On March 6th, 2017, President Donald Trump signed a new executive order on immigration that now excludes any mentions of the U.S. Privacy Act. The previous executive order, issued in January, instructed public agencies to limit privacy protections under the Privacy Act to only U.S. citizens, which caused some to question the validity of the recently negotiated EU-U.S. Privacy Shield.

Currently, over 1,700 companies rely on the Privacy Shield Framework, which allows them to transfer personal data from the EU into the U.S. Before the Privacy Shield Framework, companies relied on the Safe Harbor Framework to transfer personal data between the EU and U.S. However, in October 2015, in Maximillian Schrems v. Data Protection Commissioner, the EU Court of Justice found that Safe Harbor was invalid as it did not adequately protect EU personal data since U.S. public agencies (i.e. intelligence authorities) were processing EU personal data on a large-scale without providing privacy protections.

Since Trump’s January executive order specifically provided the U.S. Privacy Act would not apply to non-U.S. citizens, it appeared to expose EU personal data to such large-scale processing without privacy protections. Despite the assurances of EU and U.S. lawmakers and attorneys that the January executive order would not affect EU to U.S. transfers, many were still concerned that it could result in a non-renewal of the Privacy Shield Framework and impact transfers of personal data with other countries. At a time where Standard Contractual Clauses (“SCCs”) are being challenged in Ireland, the potential threat to the Privacy Shield Framework had many concerned about a valid legal mechanism for EU personal data transfers.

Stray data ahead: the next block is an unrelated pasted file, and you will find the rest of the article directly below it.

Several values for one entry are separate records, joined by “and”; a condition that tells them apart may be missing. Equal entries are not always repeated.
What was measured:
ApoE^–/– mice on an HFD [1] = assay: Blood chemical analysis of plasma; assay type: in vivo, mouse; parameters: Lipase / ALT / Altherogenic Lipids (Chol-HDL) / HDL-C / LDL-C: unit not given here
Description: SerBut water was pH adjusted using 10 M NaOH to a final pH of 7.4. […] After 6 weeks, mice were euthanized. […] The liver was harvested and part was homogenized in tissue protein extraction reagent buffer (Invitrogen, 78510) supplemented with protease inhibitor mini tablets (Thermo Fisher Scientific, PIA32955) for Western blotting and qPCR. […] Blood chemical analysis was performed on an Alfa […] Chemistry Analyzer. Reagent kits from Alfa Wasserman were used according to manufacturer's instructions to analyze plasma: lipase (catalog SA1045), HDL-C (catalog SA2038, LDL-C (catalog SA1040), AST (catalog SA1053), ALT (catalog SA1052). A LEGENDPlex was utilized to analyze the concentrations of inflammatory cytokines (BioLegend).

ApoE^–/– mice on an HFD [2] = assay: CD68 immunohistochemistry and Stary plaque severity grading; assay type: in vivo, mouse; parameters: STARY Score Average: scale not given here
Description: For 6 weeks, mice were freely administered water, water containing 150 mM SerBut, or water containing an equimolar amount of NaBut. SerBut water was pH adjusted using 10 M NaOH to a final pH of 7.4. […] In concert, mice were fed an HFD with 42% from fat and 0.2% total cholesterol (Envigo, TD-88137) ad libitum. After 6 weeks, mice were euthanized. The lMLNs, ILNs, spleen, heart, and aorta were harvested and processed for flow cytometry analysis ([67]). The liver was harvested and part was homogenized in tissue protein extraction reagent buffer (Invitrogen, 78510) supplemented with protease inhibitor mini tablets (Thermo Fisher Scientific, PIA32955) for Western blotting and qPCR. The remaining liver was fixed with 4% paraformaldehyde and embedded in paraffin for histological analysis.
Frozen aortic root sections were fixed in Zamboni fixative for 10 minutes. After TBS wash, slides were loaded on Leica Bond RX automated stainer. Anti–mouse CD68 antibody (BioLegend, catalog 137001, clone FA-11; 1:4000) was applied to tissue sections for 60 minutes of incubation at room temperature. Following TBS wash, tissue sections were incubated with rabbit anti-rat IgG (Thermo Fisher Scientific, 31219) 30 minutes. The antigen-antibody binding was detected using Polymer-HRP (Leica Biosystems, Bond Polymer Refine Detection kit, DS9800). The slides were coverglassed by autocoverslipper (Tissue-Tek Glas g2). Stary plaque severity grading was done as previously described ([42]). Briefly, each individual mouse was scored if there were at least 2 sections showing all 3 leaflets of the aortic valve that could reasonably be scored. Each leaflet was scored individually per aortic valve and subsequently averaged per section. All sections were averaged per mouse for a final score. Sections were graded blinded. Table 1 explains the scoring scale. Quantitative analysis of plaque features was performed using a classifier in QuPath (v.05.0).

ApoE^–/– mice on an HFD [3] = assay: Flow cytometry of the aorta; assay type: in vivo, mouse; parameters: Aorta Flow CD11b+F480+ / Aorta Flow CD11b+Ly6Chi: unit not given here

However, for the moment, the new executive order appears to be a positive sign in relation to the longevity of the Privacy Shield Framework. We will continue to update our blog with any relevant new developments on the White House or EU Commission’s response to the new executive order.